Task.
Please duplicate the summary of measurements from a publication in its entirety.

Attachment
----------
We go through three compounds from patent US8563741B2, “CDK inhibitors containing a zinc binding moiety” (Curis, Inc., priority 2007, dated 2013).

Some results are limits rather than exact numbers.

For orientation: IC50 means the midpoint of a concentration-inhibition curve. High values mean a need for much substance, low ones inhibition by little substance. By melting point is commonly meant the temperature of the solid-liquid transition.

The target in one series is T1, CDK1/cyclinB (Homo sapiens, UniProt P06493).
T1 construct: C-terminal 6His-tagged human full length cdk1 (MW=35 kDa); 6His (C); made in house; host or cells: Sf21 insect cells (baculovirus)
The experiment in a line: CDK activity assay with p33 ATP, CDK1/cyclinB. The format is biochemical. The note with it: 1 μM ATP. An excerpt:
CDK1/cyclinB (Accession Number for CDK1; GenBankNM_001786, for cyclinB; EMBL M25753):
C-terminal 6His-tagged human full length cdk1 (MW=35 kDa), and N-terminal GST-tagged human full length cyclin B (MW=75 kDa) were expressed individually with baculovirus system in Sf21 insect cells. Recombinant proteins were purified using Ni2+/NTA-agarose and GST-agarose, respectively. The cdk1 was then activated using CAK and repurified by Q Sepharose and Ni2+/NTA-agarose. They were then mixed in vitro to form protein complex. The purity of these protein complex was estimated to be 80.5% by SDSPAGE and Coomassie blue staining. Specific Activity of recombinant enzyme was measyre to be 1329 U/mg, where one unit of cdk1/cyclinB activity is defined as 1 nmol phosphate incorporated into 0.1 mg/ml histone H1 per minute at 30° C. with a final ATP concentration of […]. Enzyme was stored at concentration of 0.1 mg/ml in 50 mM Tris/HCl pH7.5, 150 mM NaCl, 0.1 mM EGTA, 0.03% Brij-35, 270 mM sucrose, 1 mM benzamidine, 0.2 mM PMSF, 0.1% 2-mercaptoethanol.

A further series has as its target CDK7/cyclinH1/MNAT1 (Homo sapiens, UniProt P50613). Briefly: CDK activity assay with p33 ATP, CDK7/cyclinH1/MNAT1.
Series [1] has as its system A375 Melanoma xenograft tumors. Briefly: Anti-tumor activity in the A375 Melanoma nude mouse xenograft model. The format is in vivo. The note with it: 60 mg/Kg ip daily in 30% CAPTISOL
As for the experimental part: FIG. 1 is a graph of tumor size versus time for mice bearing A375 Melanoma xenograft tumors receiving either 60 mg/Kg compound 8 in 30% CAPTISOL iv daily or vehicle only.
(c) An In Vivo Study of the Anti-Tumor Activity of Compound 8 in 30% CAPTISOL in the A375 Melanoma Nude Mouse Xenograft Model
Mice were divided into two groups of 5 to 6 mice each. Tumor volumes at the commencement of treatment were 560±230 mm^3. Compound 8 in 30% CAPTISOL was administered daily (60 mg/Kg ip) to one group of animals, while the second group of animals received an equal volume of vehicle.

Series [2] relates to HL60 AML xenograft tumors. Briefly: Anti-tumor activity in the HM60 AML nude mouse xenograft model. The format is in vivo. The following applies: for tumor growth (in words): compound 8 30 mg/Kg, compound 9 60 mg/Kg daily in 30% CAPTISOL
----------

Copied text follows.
We go through three compounds from patent US8563741B2, “CDK inhibitors containing a zinc binding moiety” (Curis, Inc., priority 2007, dated 2013).

Some results are limits rather than exact numbers.

For orientation: IC50 means the midpoint of a concentration-inhibition curve. High values mean a need for much substance, low ones inhibition by little substance. By melting point is commonly meant the temperature of the solid-liquid transition.

The target in one series is T1, CDK1/cyclinB (Homo sapiens, UniProt P06493).
T1 construct: C-terminal 6His-tagged human full length cdk1 (MW=35 kDa); 6His (C); made in house; host or cells: Sf21 insect cells (baculovirus)
The experiment in a line: CDK activity assay with p33 ATP, CDK1/cyclinB. The format is biochemical. The note with it: 1 μM ATP. An excerpt:
CDK1/cyclinB (Accession Number for CDK1; GenBankNM_001786, for cyclinB; EMBL M25753):
C-terminal 6His-tagged human full length cdk1 (MW=35 kDa), and N-terminal GST-tagged human full length cyclin B (MW=75 kDa) were expressed individually with baculovirus system in Sf21 insect cells. Recombinant proteins were purified using Ni2+/NTA-agarose and GST-agarose, respectively. The cdk1 was then activated using CAK and repurified by Q Sepharose and Ni2+/NTA-agarose. They were then mixed in vitro to form protein complex. The purity of these protein complex was estimated to be 80.5% by SDSPAGE and Coomassie blue staining. Specific Activity of recombinant enzyme was measyre to be 1329 U/mg, where one unit of cdk1/cyclinB activity is defined as 1 nmol phosphate incorporated into 0.1 mg/ml histone H1 per minute at 30° C. with a final ATP concentration of […]. Enzyme was stored at concentration of 0.1 mg/ml in 50 mM Tris/HCl pH7.5, 150 mM NaCl, 0.1 mM EGTA, 0.03% Brij-35, 270 mM sucrose, 1 mM benzamidine, 0.2 mM PMSF, 0.1% 2-mercaptoethanol.

A further series has as its target CDK7/cyclinH1/MNAT1 (Homo sapiens, UniProt P50613). Briefly: CDK activity assay with p33 ATP, CDK7/cyclinH1/MNAT1.
Series [1] has as its system A375 Melanoma xenograft tumors. Briefly: Anti-tumor activity in the A375 Melanoma nude mouse xenograft model. The format is in vivo. The note with it: 60 mg/Kg ip daily in 30% CAPTISOL
As for the experimental part: FIG. 1 is a graph of tumor size versus time for mice bearing A375 Melanoma xenograft tumors receiving either 60 mg/Kg compound 8 in 30% CAPTISOL iv daily or vehicle only.
(c) An In Vivo Study of the Anti-Tumor Activity of Compound 8 in 30% CAPTISOL in the A375 Melanoma Nude Mouse Xenograft Model
Mice were divided into two groups of 5 to 6 mice each. Tumor volumes at the commencement of treatment were 560±230 mm^3. Compound 8 in 30% CAPTISOL was administered daily (60 mg/Kg ip) to one group of animals, while the second group of animals received an equal volume of vehicle.

Series [2] relates to HL60 AML xenograft tumors. Briefly: Anti-tumor activity in the HM60 AML nude mouse xenograft model. The format is in vivo. The following applies: for tumor growth (in words): compound 8 30 mg/Kg, compound 9 60 mg/Kg daily in 30% CAPTISOL